Motions + Forces
What do we mean by force. Again, this is one of those words that has meaning in everyday language. Our meaning in physics does not have the same amount of ambiguity. A force is a push or a pull, generally by some observable contact between two objects. For example, we exert a force on a book when we push it with our hand. Whenever we see contact between two objects, we can assume there are forces between them. Unless we can see contact, there is no force except when we are dealing with the fundamental forces of nature, such as gravity, electric and magnetic forces. When those forces act, we can't see the contact between objects. In our modern perspective, even these forces result from "contact" between objects.
The SI unit of force is a Newton (abbreviated N), named for Sir Isaac Newton. Frequently, you'll encounter the English unit of force, called the pound (abbreviated lb). We'll talk more about that below.
What's the connection between force and motion? This question has been around for about as long as there have been people. It's only relatively recently that the correct answer was found; it wasn't until 1687, when Newton published the Principia, that the answer was given. Prior to that, nearly everyone else had it wrong! In fact, their wrong notions are quite similar to what you have "learned" in your direct experience, so it'll be hard for you to immediately drop your ~20 years of acquired experience and start using the proper relationship between force and motion.
There is an important preliminary to our discussion. That is the introduction of the physical quantity called mass. Mass measures the quantity of matter. The SI units of mass are kilograms (abbreviated kg). No, the English unit of mass is not the pound. That's a unit of force. In fact, the English unit of mass is the little used quantity known as the slug. It's so infrequently used, you need not worry about a conversion factor!
The amount of motion of an object is inversely proportional to its mass. What this means is the following. Suppose we subject different objects to an equal force, say 1 N. The amount of motion that those objects obtain from this force is smaller when the object is more massive. With an equal magnitude applied force, it's easier to move a ping-pong ball than it is to move a bowling ball!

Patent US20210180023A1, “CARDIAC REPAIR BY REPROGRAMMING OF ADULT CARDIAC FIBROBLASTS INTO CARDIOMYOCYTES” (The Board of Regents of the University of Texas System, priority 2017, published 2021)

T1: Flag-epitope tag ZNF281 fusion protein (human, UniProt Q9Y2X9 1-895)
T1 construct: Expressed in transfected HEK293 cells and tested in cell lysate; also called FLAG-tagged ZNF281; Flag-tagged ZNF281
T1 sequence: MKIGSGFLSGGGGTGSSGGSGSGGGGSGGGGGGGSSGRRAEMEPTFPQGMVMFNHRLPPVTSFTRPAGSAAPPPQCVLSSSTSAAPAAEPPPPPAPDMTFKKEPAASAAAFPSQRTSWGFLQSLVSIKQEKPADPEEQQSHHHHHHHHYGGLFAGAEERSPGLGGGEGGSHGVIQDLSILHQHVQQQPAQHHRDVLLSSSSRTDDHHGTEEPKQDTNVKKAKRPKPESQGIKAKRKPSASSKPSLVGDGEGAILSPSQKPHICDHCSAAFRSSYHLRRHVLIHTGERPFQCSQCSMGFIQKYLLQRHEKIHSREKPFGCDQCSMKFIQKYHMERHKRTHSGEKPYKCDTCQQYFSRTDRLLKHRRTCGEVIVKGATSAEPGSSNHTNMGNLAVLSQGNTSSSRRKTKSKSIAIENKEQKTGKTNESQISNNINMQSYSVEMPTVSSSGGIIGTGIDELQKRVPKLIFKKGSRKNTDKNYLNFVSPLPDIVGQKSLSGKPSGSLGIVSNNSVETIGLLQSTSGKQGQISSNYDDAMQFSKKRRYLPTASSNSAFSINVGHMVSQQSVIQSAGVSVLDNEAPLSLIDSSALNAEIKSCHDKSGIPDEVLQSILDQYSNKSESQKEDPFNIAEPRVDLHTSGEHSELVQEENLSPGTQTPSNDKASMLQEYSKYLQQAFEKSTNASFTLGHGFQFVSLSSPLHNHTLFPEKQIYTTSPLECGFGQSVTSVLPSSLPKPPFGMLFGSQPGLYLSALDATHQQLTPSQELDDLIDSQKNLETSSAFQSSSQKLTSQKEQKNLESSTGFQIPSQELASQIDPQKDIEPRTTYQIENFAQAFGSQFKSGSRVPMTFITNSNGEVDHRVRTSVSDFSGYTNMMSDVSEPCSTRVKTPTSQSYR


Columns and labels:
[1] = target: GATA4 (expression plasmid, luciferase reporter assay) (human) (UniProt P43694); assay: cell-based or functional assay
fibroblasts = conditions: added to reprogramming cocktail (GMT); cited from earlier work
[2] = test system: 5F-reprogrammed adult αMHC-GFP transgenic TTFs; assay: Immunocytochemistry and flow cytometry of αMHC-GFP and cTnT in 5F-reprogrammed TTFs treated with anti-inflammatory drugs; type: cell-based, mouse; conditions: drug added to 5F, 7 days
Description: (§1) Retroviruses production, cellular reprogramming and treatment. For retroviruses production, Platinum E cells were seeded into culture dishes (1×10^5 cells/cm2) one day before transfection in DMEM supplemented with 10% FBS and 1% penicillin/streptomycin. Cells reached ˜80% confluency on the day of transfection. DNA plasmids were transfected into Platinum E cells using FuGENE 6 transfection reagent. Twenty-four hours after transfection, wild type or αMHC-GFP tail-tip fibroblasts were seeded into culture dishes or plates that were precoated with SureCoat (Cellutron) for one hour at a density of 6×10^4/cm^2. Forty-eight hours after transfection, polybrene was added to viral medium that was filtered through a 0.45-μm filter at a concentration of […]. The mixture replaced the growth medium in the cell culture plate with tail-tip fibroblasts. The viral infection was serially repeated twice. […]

The wrong-headed notion that humanity had (and still has, unless they've had a good physics course!) is that the velocity of an object is proportional to the applied force. Why have so many people been wrong? The reason is that this conclusion is consistent with casual observations we make. When we push on an object it moves. If we push harder, it moves faster. If we stop pushing, the object ceases to move. Right?
The problem with such casual observations is that we are relating the force we apply to the object directly to its motion. We are ignoring other important forces on the object that affect it's motion. The most relevant, in this case, is friction.
To find the proper relationship between force and motion, we have to account for the total force on an object, a quantity in physics we call the net force. One aspect of force that we'll need to realize is that there are three things we needed to specify a force: first, a number (say 1); second, a unit (Newton); and third, a direction (north). Force, like velocity and acceleration, is an example of a vector quantity. Something which has a magnitude and a direction. Vector quantities are different from scaler quantities: things that have magnitudes only, such as mass and temperature. To find the net force, we have to add up quantities that have both magnitude and direction. For example, in a tug of war, if Joe's team pulls to the south with a force of 100 N and Sally's team pulls to the north with a force of 120 N, then the net force causing motion is directed to the north. Sally's team wins!